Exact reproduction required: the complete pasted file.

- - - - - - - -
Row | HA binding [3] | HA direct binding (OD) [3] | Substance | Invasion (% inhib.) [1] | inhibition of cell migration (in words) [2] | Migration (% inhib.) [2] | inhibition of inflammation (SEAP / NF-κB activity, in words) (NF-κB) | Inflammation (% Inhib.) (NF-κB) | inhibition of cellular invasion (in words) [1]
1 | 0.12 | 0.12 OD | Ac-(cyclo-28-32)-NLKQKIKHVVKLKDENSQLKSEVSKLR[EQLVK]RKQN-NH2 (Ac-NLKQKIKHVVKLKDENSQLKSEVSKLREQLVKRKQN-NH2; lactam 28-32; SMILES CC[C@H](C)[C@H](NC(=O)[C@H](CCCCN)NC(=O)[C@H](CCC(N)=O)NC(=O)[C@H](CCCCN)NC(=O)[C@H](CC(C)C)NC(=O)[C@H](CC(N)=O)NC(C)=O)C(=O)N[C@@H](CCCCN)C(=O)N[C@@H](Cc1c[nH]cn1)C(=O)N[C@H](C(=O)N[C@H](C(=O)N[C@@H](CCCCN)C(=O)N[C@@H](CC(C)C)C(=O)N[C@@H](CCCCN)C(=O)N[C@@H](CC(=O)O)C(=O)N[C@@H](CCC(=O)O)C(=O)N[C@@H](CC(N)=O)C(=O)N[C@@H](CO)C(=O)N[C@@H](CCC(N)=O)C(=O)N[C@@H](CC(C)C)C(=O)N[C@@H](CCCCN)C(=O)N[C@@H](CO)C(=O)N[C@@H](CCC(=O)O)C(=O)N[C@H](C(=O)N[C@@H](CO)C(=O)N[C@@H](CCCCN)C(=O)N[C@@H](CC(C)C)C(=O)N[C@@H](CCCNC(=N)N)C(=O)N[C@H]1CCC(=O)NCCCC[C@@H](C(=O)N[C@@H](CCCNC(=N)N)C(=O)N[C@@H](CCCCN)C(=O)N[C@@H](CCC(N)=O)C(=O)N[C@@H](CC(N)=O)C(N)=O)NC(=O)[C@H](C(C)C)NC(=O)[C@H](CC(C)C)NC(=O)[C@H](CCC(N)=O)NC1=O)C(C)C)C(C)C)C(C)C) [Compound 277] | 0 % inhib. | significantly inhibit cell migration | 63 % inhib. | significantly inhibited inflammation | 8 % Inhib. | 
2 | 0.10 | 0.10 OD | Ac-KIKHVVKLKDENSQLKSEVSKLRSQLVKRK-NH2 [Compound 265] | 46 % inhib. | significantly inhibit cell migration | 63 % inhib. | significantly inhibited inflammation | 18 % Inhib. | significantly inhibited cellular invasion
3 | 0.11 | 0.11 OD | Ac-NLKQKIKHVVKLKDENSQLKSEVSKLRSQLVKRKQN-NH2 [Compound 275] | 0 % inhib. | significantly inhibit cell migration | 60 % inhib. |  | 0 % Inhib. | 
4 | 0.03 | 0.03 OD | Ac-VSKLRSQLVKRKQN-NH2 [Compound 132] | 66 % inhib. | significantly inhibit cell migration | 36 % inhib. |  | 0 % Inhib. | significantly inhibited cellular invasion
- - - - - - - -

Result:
Row | HA binding [3] | HA direct binding (OD) [3] | Substance | Invasion (% inhib.) [1] | inhibition of cell migration (in words) [2] | Migration (% inhib.) [2] | inhibition of inflammation (SEAP / NF-κB activity, in words) (NF-κB) | Inflammation (% Inhib.) (NF-κB) | inhibition of cellular invasion (in words) [1]
1 | 0.12 | 0.12 OD | Ac-(cyclo-28-32)-NLKQKIKHVVKLKDENSQLKSEVSKLR[EQLVK]RKQN-NH2 (Ac-NLKQKIKHVVKLKDENSQLKSEVSKLREQLVKRKQN-NH2; lactam 28-32; SMILES CC[C@H](C)[C@H](NC(=O)[C@H](CCCCN)NC(=O)[C@H](CCC(N)=O)NC(=O)[C@H](CCCCN)NC(=O)[C@H](CC(C)C)NC(=O)[C@H](CC(N)=O)NC(C)=O)C(=O)N[C@@H](CCCCN)C(=O)N[C@@H](Cc1c[nH]cn1)C(=O)N[C@H](C(=O)N[C@H](C(=O)N[C@@H](CCCCN)C(=O)N[C@@H](CC(C)C)C(=O)N[C@@H](CCCCN)C(=O)N[C@@H](CC(=O)O)C(=O)N[C@@H](CCC(=O)O)C(=O)N[C@@H](CC(N)=O)C(=O)N[C@@H](CO)C(=O)N[C@@H](CCC(N)=O)C(=O)N[C@@H](CC(C)C)C(=O)N[C@@H](CCCCN)C(=O)N[C@@H](CO)C(=O)N[C@@H](CCC(=O)O)C(=O)N[C@H](C(=O)N[C@@H](CO)C(=O)N[C@@H](CCCCN)C(=O)N[C@@H](CC(C)C)C(=O)N[C@@H](CCCNC(=N)N)C(=O)N[C@H]1CCC(=O)NCCCC[C@@H](C(=O)N[C@@H](CCCNC(=N)N)C(=O)N[C@@H](CCCCN)C(=O)N[C@@H](CCC(N)=O)C(=O)N[C@@H](CC(N)=O)C(N)=O)NC(=O)[C@H](C(C)C)NC(=O)[C@H](CC(C)C)NC(=O)[C@H](CCC(N)=O)NC1=O)C(C)C)C(C)C)C(C)C) [Compound 277] | 0 % inhib. | significantly inhibit cell migration | 63 % inhib. | significantly inhibited inflammation | 8 % Inhib. | 
2 | 0.10 | 0.10 OD | Ac-KIKHVVKLKDENSQLKSEVSKLRSQLVKRK-NH2 [Compound 265] | 46 % inhib. | significantly inhibit cell migration | 63 % inhib. | significantly inhibited inflammation | 18 % Inhib. | significantly inhibited cellular invasion
3 | 0.11 | 0.11 OD | Ac-NLKQKIKHVVKLKDENSQLKSEVSKLRSQLVKRKQN-NH2 [Compound 275] | 0 % inhib. | significantly inhibit cell migration | 60 % inhib. |  | 0 % Inhib. | 
4 | 0.03 | 0.03 OD | Ac-VSKLRSQLVKRKQN-NH2 [Compound 132] | 66 % inhib. | significantly inhibit cell migration | 36 % inhib. |  | 0 % Inhib. | significantly inhibited cellular invasion